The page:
Oleksandr Dubenko
@dubenko_

Javascript Interop, Options And Error Handling - ReasonML By Example

May 01, 2019

ReasonML and JavaScript fusion

While writing your app sometimes you will want to use some functions or values from javascript code (native or some libraries). Some functions are already provided like Js.log and for others you will need to write bindings. This might sound like a chore and it kind of is a chore but I think it is worth it. Remember when TypeScript didn’t have a type declarations for every library in npm?

Basic interop example

To get to a variable Math.PI from js we would write something like this:

[@bs.val] external pi: float = "Math.PI";

Let’s walk through this code. In here we declare external value called pi that has a type of float. It looks like a let, except that the value is a string and in this example that string is a value that we are binding to.

Now about this [@bs.val] thing. It’s probably an unfamiliar syntax construction for you. It was for me at least.

PPX

PPX is a language feature of OCaml/Reason that allows to modify your code. You can think of it as a babel plugin. It essentially transforms Abstract Syntax Tree of your code.

For more documentation about PPX that bind js value head over here

Performance

Surely, you might thinking, this kind of mapping has some performance penalty but externals are turned into expected values during compilation and completely erased. Let’s take a look at example with Math.PI.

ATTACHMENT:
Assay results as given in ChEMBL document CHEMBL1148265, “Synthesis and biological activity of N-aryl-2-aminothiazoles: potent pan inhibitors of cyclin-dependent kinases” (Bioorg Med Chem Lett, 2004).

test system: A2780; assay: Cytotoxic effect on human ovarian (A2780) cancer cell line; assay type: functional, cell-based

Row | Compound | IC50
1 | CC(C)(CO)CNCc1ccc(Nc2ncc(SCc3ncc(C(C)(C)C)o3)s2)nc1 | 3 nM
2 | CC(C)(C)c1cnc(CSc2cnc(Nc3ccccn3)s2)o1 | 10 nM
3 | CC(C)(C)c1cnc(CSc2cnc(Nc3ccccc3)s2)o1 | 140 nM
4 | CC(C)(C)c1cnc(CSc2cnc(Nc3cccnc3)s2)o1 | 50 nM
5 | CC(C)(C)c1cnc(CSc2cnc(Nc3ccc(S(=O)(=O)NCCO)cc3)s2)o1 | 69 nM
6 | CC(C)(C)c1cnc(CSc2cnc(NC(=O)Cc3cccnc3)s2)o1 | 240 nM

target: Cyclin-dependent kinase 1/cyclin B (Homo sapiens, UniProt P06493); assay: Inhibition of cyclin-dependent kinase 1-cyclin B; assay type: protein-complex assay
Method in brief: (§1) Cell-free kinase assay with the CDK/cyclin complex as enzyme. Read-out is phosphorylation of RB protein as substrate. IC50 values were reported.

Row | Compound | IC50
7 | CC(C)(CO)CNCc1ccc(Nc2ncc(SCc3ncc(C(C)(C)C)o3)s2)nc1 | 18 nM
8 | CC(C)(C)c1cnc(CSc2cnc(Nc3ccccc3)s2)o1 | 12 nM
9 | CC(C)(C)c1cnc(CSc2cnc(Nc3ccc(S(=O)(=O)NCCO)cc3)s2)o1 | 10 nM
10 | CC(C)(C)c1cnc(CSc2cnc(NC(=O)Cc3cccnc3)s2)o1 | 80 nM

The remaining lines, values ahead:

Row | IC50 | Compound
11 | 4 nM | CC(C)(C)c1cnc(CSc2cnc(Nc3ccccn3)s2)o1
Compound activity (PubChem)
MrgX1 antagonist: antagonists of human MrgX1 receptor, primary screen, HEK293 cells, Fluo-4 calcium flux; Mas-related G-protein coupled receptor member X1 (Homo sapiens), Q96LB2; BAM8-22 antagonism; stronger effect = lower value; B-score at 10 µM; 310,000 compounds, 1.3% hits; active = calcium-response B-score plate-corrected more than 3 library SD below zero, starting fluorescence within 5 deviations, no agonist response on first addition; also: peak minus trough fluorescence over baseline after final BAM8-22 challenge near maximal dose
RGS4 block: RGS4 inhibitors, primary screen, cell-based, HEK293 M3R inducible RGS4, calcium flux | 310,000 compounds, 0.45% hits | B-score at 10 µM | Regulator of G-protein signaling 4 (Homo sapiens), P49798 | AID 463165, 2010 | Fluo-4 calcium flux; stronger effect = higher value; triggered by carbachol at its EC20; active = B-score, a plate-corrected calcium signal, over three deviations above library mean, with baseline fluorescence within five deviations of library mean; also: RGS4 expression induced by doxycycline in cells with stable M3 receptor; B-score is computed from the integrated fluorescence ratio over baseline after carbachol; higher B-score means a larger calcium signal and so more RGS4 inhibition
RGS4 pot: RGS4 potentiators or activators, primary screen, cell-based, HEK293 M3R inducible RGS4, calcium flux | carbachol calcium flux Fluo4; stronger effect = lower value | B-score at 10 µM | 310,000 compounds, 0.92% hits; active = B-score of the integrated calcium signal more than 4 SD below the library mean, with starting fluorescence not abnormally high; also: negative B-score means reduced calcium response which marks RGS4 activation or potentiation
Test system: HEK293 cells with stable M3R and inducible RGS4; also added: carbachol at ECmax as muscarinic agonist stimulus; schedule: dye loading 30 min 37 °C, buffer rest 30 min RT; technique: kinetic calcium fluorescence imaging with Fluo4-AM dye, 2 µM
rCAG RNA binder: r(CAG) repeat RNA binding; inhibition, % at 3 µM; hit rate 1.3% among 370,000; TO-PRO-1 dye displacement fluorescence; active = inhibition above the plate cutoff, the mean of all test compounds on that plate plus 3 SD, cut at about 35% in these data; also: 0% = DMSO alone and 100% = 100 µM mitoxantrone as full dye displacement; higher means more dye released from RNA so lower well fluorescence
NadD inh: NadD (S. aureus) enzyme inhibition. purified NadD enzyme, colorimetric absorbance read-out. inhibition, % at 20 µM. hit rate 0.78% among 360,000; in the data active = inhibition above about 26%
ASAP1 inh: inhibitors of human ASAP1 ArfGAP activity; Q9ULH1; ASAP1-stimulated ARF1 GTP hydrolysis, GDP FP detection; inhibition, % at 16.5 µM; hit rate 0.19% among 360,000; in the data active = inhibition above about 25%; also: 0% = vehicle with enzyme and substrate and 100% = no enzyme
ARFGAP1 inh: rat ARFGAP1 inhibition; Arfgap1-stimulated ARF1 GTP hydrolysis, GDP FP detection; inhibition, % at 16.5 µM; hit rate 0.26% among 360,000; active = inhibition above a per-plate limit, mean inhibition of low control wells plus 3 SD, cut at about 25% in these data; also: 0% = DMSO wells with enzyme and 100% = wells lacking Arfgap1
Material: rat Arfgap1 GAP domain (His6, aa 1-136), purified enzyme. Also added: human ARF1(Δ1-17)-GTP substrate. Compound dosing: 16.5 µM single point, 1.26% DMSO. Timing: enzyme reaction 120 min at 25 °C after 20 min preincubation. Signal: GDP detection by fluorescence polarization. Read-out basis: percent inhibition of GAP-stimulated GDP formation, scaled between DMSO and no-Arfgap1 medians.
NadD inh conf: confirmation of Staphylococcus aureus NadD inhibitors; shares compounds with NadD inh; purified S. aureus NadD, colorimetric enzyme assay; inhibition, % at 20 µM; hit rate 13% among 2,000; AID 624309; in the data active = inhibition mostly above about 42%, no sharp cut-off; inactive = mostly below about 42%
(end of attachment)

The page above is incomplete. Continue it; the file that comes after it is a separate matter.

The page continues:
Example.re

[@bs.val] external pi: float = "Math.PI";

Js.log(pi +. pi);

Here we use binding to Math.PI value and log the sum.

Example.bs.js

console.log(Math.PI + Math.PI)

In this post I omit comments and exports from generated javascript

No traces of any bindings are present! The values were inlined as expected and the output isn’t that different from something that was written in JS manually.

Canvas API

This is a continuation of part 1 post, so if you haven’t that yet now is the time.

I want to visualize the quadtree implemented in previous post. For that I will use Canvas API as it provides simple APIs for drawing primitive shapes like lines, rectangles and circles.

First of all we need to get canvas dom element. For that I’ll bind document.getElementById function and assume that it will always return canvas element. While this assumption is not particularly smart but for this little project it’ll get the job done.

First we need to define Canvas type.

Canvas.re

type t;

And then lets bind document.getElementById to getCanvasById function.

Canvas.re

type t;

[@bs.val]
external getCanvasById: string => t =
  "document.getElementById";

As you can see from type signature it takes string (id) and returns value of type t — canvas.

Lets test it and checkout the compiled js.

By default reasonml will remove unused code:

Canvas.bs.js

/* This output is empty. Its source's type definitions, externals and/or unused code got optimized away. */

So to test it lets use it in some way

let canvas = getCanvasById("test");

And the compiled js looks like this:

var canvas = document.getElementById("test")

Looks good to me. Now we need to get 2d context from canvas;

type context;

[@bs.send] external getContext: (t, string) => context = "getContext";

First we need to define type for context and then to define getContext function.

There you can see [@bs.send] ppx that will bind function in the following way. It will take first argument (t) then will use method defined in the body (getContext) and apply the rest of the arguments (string) to that method.